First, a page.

On January 11, 2012, I boarded Emirates flight 211 – Dubai to Houston, probably for the last time. The inevitable relocation notice came in October that my husband and I were moving on to another assignment in Papua New Guinea. I couldn’t believe my time in Dubai was really at an end. In December, we shared our last Christmas in the Emirates and quickly got down to the business of household inventories, walk-throughs, closing accounts, canceling visas and saying our goodbyes – it was pretty overwhelming. So, as I settled in for the sixteen-hour flight I was thankful for the time to reflect on this most recent change in my life.
I consider myself fortunate for the opportunity to reside in the Middle East. Dubai, in particular is a place where everything is billed as bigger, better and faster – it makes living there a lot of fun. From the top of the Burj Khalifa to the dancing fountains at Dubai Mall to the desert safaris, I had some incredible once in a lifetime experiences. Just driving Dubai’s main thoroughfare, Sheikh Zayed Road (affectionately know as Sheikh Zed) was an adventure unto itself. There is however, one aspect of my life in the Middle East that eclipses all others, my surprising journey as a Christian expat living in an Islamic country.
Before our move in 2010, several people warned me that I might have to be very secretive about my Christian faith. I didn’t know if I could worship openly or if I would even be able to participate in bible study. I really wanted to continue some of the work I’d been doing for my pastor in Houston but I was advised not to ship my hardback research library for fear my books might be confiscated. I hoped I could rely on my electronic resources and social media and that my favorite internet study sites weren’t blocked. I heard stories from Christians working in the region of monitored emails, phone conversations and even conversations in public places. Some talked of passports being taken and visas cancelled on charges of proselytizing. I knew had to step lightly because I was in Dubai because of my husband’s employment, something I certainly didn’t want to put at risk.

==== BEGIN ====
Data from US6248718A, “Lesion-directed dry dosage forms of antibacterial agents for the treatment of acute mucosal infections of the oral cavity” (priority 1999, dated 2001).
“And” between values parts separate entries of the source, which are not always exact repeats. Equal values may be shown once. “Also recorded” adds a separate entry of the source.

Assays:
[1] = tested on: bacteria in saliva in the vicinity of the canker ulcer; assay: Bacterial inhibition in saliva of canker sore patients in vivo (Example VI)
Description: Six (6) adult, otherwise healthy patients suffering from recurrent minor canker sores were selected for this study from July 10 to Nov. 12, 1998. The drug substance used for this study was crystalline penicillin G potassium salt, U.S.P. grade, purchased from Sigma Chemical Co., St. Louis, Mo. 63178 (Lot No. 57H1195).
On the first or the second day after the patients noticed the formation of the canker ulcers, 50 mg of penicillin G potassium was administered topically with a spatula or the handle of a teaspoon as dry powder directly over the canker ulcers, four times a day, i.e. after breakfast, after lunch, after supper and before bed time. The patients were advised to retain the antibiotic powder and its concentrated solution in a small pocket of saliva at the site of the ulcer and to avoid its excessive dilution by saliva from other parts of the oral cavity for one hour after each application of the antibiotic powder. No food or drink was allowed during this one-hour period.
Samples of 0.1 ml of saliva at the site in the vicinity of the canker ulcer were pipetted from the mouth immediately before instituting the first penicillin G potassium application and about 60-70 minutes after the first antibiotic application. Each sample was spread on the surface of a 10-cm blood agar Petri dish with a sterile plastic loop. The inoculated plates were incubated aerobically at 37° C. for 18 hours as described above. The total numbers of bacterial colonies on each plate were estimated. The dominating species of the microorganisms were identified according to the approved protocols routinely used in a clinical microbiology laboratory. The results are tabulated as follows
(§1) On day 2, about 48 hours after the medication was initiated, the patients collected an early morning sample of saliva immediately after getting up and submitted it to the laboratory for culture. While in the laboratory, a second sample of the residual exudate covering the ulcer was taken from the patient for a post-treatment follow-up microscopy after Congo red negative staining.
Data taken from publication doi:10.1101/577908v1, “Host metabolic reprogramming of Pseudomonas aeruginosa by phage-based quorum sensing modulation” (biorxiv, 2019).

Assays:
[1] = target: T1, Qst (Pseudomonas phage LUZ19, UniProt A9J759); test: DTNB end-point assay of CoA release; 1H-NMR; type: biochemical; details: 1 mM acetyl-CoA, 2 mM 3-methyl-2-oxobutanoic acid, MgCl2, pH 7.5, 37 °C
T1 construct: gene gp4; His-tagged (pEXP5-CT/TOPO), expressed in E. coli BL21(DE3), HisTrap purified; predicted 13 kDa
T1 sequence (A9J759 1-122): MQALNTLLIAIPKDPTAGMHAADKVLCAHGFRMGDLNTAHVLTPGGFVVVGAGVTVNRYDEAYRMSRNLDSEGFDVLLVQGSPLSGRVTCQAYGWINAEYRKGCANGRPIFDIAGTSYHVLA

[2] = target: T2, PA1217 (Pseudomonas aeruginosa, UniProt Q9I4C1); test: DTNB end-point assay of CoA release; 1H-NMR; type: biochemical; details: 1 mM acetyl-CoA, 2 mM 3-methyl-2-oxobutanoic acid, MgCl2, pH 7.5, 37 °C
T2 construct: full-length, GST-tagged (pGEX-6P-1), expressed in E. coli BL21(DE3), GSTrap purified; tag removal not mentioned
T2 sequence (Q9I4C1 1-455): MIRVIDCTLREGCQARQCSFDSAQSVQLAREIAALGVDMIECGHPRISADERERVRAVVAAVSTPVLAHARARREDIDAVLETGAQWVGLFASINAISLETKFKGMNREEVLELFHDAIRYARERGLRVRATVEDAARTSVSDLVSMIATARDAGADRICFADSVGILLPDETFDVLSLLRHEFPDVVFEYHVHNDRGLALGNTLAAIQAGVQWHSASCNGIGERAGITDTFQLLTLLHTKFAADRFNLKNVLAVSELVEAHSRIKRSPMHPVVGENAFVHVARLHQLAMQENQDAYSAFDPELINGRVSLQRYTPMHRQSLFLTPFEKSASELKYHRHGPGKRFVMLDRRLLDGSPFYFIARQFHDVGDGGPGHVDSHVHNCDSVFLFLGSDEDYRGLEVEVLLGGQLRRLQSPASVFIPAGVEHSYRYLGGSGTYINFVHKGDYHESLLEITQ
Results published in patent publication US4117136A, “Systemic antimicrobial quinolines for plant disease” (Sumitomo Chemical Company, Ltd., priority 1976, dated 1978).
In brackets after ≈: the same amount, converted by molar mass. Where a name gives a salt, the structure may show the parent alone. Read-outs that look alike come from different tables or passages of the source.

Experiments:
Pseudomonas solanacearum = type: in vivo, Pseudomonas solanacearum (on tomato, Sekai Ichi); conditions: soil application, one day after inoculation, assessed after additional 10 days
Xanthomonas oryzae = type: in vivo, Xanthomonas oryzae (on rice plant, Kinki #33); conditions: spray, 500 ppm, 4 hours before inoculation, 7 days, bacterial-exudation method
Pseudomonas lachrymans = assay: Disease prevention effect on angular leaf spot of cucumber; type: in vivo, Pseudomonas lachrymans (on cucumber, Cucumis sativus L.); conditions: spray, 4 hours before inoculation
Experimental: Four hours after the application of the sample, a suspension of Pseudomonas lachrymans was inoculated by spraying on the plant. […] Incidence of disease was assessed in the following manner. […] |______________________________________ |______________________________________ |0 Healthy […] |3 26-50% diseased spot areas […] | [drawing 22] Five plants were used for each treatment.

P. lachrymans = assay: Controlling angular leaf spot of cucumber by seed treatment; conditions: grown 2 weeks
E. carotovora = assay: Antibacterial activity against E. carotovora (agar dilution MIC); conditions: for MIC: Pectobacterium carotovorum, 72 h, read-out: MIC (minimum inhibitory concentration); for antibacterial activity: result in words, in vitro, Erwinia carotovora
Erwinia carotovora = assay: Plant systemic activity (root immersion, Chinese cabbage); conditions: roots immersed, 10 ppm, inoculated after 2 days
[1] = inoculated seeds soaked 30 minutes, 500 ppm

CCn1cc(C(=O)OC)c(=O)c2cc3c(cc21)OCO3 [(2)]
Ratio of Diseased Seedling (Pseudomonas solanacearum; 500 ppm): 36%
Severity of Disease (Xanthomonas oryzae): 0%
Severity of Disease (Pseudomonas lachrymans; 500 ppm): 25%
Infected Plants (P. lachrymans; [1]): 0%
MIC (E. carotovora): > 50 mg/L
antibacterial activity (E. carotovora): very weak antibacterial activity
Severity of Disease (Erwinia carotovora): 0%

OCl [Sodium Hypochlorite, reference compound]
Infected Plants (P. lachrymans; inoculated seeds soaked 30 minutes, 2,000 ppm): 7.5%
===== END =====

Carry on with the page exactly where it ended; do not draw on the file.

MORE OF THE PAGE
In reality, I found there was an element of truth to all the things I’d heard about, but the situation was not near as dire as I’d imagined. To be sure – living under Sharia law called for wisdom and discernment in much of what I said and did. And the level of spiritual warfare I encountered caused me to trust Christ as never before. But in the midst of an environment hostile to the gospel, God prepared my path. He showed me how to live, serve and glorify Him as an alien abroad. As a result, I experienced a rich life of faith and several rewarding ways to minister in the name of Christ. Does that sound like a familiar turn of events to you? It should. I know that I didn’t have to look far in scripture to find examples of God’s people living as aliens in foreign lands. Abraham, Joseph, Esther, Ruth and Daniel are some of the most notable that lived the expat life. They had no permanent home, no citizenship and no real rights, yet there is another common thread that runs through their stories. In their faithfulness to God, they were uniquely positioned to become very important parts of the amazing tapestry of God’s story for mankind. The same is true for you and me. By His power we too are able to serve and glorify His name, no matter where we are, no matter how futile our circumstances may seem.
I came to Dubai fearful and uncertain about what I would experience in regards to living out my faith. I came with assumptions and preconceived notions about the restrictions of living in an Islamic country. I left with a new understanding of the universal power of Christ and a heightened awareness of the impact of being an American Christian abroad. In the Middle East, where political and religious tensions are so intertwined, I was able to find my way as a faithful follower of Christ. My life was enriched by the fellowship of other Christian brothers and sisters from all over the world and what we were able to do together.
I look forward to sharing my experiences with you in the months to come – what I’ve come to know, and what I’ve yet to learn as an alien abroad.
If you are a Christian, you are not a citizen of this world trying to get to heaven; you are a citizen of heaven making your way through this world. ~ Vance Havner
What a great article. I certainly can agree with everything you said. Best of luck in Papau!
Hi Shirley, I didn’t know you had left Dubai! Rest assured, I will keep following Texpat Faith no matter where you go! Please keep participating in Flamingo Authors. It’s a great way for us all to stay in touch and share our writings. Good luck in Papau and stay in touch 😉